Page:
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A Procedural Example


One of the benefits of having a shading language is being able to generate patterns and textures from functions, such as solid fractal noise, ramps, or other useful functions (also known as procedural textures). Procedurals have several strengths over the the alternative for texturing objects (image maps). Ultimately, however, the decision on whether to use a procedural texture or an image map largely depends on circumstances. Sometimes procedural textures are the clear solution, sometimes images maps are more appropriate, and often a combination of the two is required.  

Strengths of procedurals:  
1) Procedurals can require less time to create. Image maps must be painted or photographed. Painting requires the time and talent of an artist. Photographs also require additional processing to be suitable textures. Procedural textures, on the other hand, are already to go (given a collection of pre-made fractal, ramp, and other stock procedurals). An original texture can be created quickly just by tweaking the parameters of a procedural texture.   

2) Procedural textures have no pixel artifacts, like images are susceptible to. Zoom in too close to a texture map and you can see the original pixels. Procedural textures always look uniform whether viewed up close or far away.

3) Procedural textures spread out to infinity, with no repetition. Images do not. In order to cover large areas textures must repeat at some point and begin tiling. Tiling can produce artifacts when the same texture is repeated over and over. An acceptable repeating texture must be created by a trained artist. Procedural textures suffer none of these issues.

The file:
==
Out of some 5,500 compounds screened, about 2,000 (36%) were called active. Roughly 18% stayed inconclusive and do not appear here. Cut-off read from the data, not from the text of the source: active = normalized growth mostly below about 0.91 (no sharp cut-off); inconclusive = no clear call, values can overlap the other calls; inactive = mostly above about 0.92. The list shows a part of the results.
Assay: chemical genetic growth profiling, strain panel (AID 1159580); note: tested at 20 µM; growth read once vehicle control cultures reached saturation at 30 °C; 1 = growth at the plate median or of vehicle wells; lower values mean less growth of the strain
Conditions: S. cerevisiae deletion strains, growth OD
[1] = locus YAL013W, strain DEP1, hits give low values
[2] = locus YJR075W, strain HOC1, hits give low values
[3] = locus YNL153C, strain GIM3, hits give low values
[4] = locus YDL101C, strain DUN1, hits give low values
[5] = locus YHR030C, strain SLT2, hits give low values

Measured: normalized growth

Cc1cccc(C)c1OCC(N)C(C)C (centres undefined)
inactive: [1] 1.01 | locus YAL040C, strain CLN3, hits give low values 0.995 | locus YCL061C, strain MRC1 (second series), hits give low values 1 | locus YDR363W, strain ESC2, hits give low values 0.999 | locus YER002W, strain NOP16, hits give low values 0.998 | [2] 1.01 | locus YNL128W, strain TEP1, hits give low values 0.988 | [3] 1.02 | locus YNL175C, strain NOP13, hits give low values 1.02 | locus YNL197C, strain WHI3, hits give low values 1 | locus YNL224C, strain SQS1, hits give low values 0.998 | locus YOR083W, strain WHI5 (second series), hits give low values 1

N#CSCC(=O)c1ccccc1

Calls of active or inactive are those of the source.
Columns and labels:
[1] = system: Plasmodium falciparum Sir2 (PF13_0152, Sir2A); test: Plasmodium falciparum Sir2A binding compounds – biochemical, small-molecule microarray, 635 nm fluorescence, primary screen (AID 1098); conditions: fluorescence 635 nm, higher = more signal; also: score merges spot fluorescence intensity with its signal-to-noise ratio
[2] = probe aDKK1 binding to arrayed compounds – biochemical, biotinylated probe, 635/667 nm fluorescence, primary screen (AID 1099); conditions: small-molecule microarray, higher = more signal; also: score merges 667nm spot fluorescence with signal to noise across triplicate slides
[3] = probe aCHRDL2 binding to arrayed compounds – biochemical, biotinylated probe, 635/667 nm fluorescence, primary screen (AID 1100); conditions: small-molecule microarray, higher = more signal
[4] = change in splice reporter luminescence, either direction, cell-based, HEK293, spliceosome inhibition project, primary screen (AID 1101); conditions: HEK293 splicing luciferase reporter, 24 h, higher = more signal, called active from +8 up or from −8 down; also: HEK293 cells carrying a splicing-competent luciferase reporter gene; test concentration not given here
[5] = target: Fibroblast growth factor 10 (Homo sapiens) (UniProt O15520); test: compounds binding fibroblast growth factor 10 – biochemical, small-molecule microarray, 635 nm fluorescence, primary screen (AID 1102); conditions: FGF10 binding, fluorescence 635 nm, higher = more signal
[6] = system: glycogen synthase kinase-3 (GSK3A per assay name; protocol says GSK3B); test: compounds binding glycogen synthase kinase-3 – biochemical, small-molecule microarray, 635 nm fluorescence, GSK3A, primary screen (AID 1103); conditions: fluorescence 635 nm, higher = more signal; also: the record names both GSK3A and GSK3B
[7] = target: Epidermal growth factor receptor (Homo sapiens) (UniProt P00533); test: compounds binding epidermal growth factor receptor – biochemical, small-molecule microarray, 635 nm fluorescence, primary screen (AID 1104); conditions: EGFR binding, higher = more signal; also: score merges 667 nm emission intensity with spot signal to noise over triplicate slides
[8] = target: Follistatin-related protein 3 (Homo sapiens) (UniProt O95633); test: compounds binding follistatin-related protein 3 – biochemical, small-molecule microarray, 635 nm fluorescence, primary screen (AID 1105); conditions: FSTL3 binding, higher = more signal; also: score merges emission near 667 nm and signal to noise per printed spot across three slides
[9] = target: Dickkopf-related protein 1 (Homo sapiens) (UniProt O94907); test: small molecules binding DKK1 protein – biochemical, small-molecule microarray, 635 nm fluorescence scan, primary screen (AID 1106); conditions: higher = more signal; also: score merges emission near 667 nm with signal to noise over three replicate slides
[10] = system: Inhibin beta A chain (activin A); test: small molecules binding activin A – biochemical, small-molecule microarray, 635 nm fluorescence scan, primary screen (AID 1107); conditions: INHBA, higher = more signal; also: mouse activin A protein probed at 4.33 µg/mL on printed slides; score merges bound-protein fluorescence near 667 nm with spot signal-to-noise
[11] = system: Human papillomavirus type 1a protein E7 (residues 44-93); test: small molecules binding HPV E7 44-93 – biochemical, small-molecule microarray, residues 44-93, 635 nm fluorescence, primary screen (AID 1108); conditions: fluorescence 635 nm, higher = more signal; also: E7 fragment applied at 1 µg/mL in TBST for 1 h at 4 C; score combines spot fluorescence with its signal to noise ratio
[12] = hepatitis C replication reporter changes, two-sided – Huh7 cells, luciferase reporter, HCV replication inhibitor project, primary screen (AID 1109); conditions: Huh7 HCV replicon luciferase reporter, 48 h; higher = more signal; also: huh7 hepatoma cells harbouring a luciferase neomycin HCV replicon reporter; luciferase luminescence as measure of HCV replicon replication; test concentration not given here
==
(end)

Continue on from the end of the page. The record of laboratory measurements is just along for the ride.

4) Procedural functions are simple to animate, just by key framing a parameter. Animating textures maps is much more difficult.

5) Procedural textures require little disk space, unlike high-resolution image maps. 

Strengths of Image Maps:
1) Maps are easier to control. For instance, a specular map for a character's face must be shiny in certain places, the nose and cheeks, and less shiny in other areas. It's obvious that such a map must be painted, rather than constructed from procedural textures.   

2) Maps are easier to edit. For instance, if the director demands that a dent or wood knot must appear in an exact location, it is simpler to paint the detail directly . . . and an image is much easier to edit when the director decides to change the location later. It can be difficult to edit individual elements of a procedural texture without changing the entire pattern.   

3) Fewer artifacts. When animated procedural textures can occasionally exhibit artifacts (popping, flickering, etc) caused by improper anti-aliasing. Image maps are already aliased. No problems there.   

A Procedural Example

One of the strengths of procedural shaders is their ability to give simple geometry a realistic look and feel. Below, a flat plane has a complex animated procedural water shader attached to it. This final shader not only creates a physically accurate ray traced refraction, but it also displaces the geometry of the plane, effectively adding real geometric detail without modeling. 

The water is an animated procedural shader

The water is built from layers of simple procedural textures, as can be seen in the smaller images. The water was created with an interactive editor and required no programming.

Simple layers are combined to create a complex procedural shader


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